Microsoft Office Tutorials and References
In Depth Information
Formatting graphics
Clicking the Remove Background button in the Picture Tools Format tab’s Adjust group
displays the Background Removal tab, shown in Figure 10-31, which normally remains hidden.
Figure 10-31 The Remove Background button works well on some images.
When you first click the Remove Background button, the image appears with selection
handles inside its frame and, as Figure 10-31 shows, shaded areas that represent areas
specified for removal. The selection handles indicate where the image will be cropped. The
shaded areas are selected around the periphery of the image and are based on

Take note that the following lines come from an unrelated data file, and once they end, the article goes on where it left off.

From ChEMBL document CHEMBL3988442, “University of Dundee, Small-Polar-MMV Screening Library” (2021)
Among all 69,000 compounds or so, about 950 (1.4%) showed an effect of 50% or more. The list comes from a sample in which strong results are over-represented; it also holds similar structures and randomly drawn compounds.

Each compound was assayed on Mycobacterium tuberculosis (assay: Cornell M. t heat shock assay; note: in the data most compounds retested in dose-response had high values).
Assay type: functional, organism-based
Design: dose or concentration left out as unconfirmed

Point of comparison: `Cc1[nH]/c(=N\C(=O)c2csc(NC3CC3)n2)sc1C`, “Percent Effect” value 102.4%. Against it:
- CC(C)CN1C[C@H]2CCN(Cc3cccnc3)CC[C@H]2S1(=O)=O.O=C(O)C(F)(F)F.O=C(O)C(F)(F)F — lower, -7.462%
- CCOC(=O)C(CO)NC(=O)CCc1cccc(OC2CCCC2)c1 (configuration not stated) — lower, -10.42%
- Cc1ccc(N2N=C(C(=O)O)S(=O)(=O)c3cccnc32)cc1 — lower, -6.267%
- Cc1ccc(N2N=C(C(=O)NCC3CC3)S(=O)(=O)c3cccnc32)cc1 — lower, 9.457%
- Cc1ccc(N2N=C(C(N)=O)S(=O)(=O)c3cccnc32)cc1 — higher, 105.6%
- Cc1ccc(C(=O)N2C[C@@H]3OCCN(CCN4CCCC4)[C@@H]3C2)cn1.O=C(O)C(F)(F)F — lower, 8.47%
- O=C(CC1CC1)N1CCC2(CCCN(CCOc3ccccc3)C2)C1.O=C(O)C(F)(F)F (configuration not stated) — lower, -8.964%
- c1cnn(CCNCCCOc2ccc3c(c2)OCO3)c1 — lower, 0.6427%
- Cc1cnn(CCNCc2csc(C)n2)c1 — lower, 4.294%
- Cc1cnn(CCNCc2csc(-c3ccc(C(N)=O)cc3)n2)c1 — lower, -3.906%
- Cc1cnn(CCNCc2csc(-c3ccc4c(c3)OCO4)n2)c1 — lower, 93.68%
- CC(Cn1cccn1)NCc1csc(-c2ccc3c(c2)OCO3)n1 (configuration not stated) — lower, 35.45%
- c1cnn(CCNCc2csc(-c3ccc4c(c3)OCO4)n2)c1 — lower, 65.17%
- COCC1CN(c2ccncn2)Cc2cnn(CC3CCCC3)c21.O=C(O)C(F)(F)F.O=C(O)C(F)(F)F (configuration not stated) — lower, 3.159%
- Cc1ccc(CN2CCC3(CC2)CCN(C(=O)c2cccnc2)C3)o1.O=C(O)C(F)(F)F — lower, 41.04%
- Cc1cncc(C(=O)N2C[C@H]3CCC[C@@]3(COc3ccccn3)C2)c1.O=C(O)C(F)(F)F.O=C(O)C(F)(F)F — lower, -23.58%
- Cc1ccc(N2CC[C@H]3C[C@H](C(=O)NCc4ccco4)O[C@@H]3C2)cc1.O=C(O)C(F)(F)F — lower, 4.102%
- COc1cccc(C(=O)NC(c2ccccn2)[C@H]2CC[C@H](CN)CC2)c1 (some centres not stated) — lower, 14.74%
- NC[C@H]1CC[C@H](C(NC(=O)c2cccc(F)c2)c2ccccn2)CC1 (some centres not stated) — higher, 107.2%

predominant, common, adjacent colors and—to some extent—lines and textures. You can drag the
selection handles to include more or less of the image in the result, and the shaded areas
might change when you do this. If the automatic selection doesn’t quite get it right, you
can use the Mark Areas To Keep and Mark Areas To Remove buttons, which do pretty much
what they indicate. When you mark an area, you might find that an area has a lot more
colors than it appeared to at first, so trial and error is helpful here. The Undo and Redo
buttons work beautifully. In Figure 10-31, we simply dragged the bottom of the selection
rectangle a bit, to include the entire finial, and the automatic background selection algorithms
worked pretty well for this image.
The remaining menu in the Picture Tools Format tab’s Adjust group is Artistic Effects, which
includes a number of textures, screens, and various other types of distortions and
manipulations. The very nice Pencil Grayscale effect is shown in Figure 10-32.
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